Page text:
Wastewater is the ultimate renewable energy source. The energy embedded in organics and nitrogen exceeds the energy required for treatment - this means clean water can be produced with an energy surplus. He aims to help wastewater treatment facilities become net exporters of renewable energy that is produced in constant supply, derived from a free feedstock (wastewater), and produced close to end users.
Today, energy is recovered from the organics in wastewater, but not the nitrogen. As a Ph.D. student at Stanford, he developed a new wastewater treatment process that removes and recovers renewable energy from waste nitrogen. The technology, called "CANDO", converts ammonia to nitrous oxide gas, and then uses the nitrous oxide as an oxidant in biogas combustion to increase energy output. He is now piloting CANDO in partnership with the Delta Diablo Sanitation District.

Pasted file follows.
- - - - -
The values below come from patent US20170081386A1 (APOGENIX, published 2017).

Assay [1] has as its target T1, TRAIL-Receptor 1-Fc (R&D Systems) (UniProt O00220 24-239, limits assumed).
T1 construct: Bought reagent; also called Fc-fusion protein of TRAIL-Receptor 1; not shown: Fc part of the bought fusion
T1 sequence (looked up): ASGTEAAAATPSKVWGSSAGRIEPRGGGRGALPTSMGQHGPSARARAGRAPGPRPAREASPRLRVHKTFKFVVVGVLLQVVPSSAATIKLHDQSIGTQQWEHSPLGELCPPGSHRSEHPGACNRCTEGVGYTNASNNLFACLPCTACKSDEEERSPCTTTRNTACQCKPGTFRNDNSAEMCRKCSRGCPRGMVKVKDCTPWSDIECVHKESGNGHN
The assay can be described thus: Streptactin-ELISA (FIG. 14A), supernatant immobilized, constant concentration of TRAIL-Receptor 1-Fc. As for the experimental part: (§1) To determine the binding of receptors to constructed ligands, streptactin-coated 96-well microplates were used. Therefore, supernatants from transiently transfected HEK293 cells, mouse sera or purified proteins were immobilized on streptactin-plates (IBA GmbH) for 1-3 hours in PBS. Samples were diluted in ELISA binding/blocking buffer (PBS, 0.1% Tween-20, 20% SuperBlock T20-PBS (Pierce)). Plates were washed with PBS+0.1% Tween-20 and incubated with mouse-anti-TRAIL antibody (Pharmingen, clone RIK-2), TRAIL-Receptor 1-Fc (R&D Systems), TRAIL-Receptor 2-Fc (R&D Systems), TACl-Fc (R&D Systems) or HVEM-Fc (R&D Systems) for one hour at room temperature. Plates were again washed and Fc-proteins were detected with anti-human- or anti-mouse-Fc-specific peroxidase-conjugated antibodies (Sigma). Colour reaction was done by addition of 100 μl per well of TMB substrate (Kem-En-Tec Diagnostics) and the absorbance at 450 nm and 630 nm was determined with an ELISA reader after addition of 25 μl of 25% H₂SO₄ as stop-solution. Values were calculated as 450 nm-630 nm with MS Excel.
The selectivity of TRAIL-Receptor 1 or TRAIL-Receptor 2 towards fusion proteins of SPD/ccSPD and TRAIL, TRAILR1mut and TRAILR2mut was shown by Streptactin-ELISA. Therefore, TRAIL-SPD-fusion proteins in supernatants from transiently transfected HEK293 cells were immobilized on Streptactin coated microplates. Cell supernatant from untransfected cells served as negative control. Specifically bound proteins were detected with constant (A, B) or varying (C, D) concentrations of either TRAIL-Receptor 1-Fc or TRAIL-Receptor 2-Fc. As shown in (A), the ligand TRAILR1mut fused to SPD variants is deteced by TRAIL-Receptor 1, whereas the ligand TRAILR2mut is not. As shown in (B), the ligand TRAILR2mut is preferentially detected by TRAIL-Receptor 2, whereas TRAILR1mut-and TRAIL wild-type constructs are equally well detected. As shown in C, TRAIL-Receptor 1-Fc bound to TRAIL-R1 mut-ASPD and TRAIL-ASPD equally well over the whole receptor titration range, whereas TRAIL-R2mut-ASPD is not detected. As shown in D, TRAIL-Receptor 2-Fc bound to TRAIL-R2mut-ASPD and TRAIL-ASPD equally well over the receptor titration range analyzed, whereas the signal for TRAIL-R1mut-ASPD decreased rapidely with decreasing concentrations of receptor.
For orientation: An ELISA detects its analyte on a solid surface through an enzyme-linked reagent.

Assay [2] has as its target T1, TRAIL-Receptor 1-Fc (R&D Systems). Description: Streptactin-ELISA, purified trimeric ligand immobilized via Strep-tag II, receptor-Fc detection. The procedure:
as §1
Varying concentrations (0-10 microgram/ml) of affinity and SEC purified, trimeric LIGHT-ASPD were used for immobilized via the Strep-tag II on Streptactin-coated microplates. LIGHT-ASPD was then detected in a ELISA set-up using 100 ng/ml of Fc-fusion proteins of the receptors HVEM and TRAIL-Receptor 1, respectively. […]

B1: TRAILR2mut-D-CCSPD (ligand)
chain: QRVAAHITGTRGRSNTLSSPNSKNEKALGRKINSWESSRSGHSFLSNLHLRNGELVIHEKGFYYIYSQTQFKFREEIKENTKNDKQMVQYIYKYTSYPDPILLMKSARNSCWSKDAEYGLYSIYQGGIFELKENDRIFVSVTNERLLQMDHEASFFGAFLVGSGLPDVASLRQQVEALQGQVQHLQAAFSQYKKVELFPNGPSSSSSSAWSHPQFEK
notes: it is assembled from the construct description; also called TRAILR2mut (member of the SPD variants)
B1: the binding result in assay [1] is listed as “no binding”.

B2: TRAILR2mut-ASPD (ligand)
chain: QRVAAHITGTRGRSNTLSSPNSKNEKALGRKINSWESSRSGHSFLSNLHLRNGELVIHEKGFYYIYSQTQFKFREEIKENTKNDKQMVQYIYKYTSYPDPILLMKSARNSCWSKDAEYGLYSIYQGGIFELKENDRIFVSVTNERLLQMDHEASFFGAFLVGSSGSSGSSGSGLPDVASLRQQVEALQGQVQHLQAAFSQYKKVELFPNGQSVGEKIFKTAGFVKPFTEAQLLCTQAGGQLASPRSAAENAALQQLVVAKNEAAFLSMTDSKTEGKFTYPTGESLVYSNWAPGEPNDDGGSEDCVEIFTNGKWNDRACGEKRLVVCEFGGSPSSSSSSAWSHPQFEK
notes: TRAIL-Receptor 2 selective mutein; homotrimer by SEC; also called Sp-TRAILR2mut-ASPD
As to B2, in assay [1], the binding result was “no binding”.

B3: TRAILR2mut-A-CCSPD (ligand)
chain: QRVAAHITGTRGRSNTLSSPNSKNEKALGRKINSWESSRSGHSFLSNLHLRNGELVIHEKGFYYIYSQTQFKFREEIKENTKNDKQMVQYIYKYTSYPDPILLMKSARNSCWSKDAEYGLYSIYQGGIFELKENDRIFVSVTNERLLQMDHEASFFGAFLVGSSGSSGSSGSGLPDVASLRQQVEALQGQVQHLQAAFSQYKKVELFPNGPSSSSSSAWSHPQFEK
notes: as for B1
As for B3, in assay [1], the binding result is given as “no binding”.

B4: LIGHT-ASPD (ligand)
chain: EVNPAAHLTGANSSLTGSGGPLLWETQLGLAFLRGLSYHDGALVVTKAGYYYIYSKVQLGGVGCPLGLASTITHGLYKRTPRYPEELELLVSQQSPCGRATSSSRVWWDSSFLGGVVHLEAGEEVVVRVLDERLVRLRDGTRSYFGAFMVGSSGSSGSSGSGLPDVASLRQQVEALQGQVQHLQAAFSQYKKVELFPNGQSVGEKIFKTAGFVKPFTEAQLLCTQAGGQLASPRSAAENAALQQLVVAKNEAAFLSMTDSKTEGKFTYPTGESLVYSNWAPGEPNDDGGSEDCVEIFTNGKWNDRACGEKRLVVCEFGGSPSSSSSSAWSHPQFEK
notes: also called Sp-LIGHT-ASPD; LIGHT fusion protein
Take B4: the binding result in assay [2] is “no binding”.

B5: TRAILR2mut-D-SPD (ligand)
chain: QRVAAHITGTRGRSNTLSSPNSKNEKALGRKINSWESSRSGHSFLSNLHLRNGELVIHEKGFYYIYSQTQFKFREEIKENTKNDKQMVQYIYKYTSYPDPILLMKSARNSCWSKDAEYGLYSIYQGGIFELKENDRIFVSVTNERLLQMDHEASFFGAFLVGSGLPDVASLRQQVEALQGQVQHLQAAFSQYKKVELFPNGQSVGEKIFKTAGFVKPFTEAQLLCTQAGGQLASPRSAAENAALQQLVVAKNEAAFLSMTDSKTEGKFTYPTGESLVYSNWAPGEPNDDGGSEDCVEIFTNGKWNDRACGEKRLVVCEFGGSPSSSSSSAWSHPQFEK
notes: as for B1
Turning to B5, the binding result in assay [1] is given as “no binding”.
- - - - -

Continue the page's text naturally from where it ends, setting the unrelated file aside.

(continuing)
Yaniv's work has been featured in Forbes, U.S. DOE Clean Energy Business Plan Competition, OZY, The Guardian, Bloomberg, Imagine H2O, American Society of Civil Engineers, Water World Magazine, and Energy & Environmental Science.
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